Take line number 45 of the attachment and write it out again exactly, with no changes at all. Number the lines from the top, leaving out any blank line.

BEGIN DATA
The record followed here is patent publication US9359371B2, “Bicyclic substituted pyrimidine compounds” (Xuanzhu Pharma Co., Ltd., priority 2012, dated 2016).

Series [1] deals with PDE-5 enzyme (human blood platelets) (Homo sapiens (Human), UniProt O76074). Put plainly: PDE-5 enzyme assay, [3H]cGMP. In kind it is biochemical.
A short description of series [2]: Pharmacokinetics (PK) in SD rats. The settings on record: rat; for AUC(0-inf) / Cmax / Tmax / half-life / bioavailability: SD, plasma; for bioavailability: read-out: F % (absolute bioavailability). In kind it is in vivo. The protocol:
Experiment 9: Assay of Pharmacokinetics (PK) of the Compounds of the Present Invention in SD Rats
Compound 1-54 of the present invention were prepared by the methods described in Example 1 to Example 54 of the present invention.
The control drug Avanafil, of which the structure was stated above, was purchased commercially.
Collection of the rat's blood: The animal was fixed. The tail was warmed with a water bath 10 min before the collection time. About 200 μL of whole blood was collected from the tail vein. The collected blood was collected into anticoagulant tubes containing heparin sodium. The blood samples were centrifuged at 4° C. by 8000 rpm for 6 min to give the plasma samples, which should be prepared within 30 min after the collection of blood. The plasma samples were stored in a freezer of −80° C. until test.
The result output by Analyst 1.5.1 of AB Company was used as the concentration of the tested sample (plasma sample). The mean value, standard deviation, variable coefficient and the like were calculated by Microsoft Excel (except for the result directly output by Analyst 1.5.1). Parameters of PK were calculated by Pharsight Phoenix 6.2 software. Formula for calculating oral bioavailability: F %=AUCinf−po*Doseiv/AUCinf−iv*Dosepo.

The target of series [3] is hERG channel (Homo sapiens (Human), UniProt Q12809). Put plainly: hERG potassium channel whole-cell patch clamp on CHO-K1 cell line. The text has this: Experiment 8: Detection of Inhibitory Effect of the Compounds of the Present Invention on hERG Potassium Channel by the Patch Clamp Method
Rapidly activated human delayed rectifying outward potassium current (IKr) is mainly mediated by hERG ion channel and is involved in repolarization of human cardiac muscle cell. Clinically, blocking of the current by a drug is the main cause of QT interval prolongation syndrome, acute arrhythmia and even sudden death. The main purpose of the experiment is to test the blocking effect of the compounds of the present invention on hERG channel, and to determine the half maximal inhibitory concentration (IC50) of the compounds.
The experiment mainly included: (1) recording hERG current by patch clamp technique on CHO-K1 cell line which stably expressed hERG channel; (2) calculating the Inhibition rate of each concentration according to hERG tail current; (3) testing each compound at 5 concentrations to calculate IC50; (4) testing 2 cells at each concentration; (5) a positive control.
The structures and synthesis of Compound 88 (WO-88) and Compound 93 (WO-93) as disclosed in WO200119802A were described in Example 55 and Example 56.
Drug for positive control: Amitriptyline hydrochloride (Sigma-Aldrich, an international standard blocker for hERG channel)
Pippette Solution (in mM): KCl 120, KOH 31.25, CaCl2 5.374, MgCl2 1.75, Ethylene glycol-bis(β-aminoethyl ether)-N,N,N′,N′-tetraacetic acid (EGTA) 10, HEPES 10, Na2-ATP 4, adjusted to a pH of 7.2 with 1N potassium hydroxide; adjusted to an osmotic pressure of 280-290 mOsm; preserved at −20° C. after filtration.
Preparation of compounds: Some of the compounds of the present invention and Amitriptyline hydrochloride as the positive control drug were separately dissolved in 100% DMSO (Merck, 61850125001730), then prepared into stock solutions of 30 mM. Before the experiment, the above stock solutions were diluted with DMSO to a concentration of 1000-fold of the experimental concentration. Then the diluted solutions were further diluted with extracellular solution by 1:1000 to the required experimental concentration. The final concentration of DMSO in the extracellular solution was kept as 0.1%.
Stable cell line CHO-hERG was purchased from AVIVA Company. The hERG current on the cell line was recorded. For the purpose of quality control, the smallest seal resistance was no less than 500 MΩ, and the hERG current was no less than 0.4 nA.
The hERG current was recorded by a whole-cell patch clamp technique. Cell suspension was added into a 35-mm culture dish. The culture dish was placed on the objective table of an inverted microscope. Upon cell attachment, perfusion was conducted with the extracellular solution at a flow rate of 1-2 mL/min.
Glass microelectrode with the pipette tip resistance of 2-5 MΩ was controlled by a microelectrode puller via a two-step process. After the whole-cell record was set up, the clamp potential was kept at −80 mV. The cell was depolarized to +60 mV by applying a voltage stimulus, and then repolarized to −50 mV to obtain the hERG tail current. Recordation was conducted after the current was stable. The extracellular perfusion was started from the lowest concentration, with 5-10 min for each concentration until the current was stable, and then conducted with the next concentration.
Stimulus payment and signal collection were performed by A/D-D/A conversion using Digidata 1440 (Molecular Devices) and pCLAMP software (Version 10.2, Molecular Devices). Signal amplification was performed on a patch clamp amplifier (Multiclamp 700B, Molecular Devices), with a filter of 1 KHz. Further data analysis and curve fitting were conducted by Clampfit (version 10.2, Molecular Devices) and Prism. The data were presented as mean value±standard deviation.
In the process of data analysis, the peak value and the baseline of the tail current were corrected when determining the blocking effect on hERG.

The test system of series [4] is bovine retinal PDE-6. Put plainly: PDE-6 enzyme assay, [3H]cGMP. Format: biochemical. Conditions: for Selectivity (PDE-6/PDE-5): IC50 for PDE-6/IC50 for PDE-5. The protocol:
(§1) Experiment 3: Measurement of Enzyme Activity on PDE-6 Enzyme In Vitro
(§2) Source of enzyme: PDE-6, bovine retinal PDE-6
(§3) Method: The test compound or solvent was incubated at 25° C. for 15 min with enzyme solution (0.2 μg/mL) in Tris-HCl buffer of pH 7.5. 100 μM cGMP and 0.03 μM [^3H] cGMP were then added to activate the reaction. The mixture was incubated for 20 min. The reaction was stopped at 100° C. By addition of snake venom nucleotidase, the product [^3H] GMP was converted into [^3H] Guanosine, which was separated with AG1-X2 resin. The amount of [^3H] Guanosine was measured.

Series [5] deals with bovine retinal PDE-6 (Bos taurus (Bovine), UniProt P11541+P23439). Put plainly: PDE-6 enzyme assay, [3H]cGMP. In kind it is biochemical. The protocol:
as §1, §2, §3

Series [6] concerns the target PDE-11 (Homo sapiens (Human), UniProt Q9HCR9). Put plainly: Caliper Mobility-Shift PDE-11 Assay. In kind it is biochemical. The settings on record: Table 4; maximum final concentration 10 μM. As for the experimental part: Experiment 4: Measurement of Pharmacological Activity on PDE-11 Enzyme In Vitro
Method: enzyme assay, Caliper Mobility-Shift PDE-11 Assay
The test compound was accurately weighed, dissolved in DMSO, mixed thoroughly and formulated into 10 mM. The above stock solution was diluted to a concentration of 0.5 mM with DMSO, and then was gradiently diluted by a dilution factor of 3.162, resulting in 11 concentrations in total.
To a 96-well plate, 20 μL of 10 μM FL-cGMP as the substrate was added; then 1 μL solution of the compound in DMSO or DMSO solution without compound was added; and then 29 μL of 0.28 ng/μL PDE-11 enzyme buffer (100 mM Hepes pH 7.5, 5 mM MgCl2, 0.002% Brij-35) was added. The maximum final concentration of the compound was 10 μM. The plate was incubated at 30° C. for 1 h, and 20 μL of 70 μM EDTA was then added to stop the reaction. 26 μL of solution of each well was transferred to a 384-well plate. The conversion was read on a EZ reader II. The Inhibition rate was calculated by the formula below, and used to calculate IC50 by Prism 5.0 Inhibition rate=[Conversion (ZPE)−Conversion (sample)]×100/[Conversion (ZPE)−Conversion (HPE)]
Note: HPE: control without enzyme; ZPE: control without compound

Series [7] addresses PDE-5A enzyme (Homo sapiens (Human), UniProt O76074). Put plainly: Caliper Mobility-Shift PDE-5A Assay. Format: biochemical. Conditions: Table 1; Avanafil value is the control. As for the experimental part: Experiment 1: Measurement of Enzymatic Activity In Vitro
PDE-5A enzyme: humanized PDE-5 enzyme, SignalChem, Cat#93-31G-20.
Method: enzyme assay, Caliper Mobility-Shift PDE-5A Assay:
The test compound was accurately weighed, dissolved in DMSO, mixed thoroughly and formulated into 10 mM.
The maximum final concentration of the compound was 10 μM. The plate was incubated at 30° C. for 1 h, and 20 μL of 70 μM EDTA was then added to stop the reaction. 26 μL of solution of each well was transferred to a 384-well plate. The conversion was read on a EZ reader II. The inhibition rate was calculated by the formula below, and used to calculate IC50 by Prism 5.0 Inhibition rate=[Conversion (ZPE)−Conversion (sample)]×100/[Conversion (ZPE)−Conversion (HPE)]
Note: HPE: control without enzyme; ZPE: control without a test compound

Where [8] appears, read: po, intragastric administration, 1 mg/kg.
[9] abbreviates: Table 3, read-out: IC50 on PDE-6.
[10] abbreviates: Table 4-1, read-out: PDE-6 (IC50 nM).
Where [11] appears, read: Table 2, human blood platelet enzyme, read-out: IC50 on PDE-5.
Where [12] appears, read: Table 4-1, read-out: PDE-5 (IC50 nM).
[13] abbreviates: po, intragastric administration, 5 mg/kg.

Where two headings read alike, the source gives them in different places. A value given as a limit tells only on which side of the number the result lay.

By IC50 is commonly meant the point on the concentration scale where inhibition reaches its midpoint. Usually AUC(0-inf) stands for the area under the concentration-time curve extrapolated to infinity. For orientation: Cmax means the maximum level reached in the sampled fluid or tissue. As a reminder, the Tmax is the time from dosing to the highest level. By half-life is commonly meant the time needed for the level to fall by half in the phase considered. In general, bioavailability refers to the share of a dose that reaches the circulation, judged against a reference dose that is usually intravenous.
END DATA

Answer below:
By IC50 is commonly meant the point on the concentration scale where inhibition reaches its midpoint. Usually AUC(0-inf) stands for the area under the concentration-time curve extrapolated to infinity. For orientation: Cmax means the maximum level reached in the sampled fluid or tissue. As a reminder, the Tmax is the time from dosing to the highest level. By half-life is commonly meant the time needed for the level to fall by half in the phase considered. In general, bioavailability refers to the share of a dose that reaches the circulation, judged against a reference dose that is usually intravenous.